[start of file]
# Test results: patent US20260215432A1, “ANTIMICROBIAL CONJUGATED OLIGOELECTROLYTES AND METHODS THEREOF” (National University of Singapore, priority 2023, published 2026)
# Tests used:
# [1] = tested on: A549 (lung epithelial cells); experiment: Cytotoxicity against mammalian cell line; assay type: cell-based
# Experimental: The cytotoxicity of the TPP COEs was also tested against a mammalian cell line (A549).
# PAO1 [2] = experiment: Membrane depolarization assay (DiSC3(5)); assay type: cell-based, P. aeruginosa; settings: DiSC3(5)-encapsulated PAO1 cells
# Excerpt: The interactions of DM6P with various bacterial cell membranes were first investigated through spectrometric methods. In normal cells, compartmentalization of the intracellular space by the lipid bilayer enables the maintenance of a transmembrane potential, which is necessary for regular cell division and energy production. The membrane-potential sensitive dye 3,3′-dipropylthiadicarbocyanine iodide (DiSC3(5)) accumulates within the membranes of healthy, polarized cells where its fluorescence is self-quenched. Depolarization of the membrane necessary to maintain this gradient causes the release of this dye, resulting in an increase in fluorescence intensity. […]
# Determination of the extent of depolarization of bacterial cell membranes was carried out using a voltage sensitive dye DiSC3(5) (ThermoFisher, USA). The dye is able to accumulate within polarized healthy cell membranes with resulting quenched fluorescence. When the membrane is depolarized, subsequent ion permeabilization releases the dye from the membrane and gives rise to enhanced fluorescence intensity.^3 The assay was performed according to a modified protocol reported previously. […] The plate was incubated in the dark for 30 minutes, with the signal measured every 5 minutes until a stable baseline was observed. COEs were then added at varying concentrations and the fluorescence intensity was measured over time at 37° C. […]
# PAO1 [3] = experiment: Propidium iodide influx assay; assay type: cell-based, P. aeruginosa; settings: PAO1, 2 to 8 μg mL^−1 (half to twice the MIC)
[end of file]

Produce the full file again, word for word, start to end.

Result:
# Test results: patent US20260215432A1, “ANTIMICROBIAL CONJUGATED OLIGOELECTROLYTES AND METHODS THEREOF” (National University of Singapore, priority 2023, published 2026)
# Tests used:
# [1] = tested on: A549 (lung epithelial cells); experiment: Cytotoxicity against mammalian cell line; assay type: cell-based
# Experimental: The cytotoxicity of the TPP COEs was also tested against a mammalian cell line (A549).
# PAO1 [2] = experiment: Membrane depolarization assay (DiSC3(5)); assay type: cell-based, P. aeruginosa; settings: DiSC3(5)-encapsulated PAO1 cells
# Excerpt: The interactions of DM6P with various bacterial cell membranes were first investigated through spectrometric methods. In normal cells, compartmentalization of the intracellular space by the lipid bilayer enables the maintenance of a transmembrane potential, which is necessary for regular cell division and energy production. The membrane-potential sensitive dye 3,3′-dipropylthiadicarbocyanine iodide (DiSC3(5)) accumulates within the membranes of healthy, polarized cells where its fluorescence is self-quenched. Depolarization of the membrane necessary to maintain this gradient causes the release of this dye, resulting in an increase in fluorescence intensity. […]
# Determination of the extent of depolarization of bacterial cell membranes was carried out using a voltage sensitive dye DiSC3(5) (ThermoFisher, USA). The dye is able to accumulate within polarized healthy cell membranes with resulting quenched fluorescence. When the membrane is depolarized, subsequent ion permeabilization releases the dye from the membrane and gives rise to enhanced fluorescence intensity.^3 The assay was performed according to a modified protocol reported previously. […] The plate was incubated in the dark for 30 minutes, with the signal measured every 5 minutes until a stable baseline was observed. COEs were then added at varying concentrations and the fluorescence intensity was measured over time at 37° C. […]
# PAO1 [3] = experiment: Propidium iodide influx assay; assay type: cell-based, P. aeruginosa; settings: PAO1, 2 to 8 μg mL^−1 (half to twice the MIC)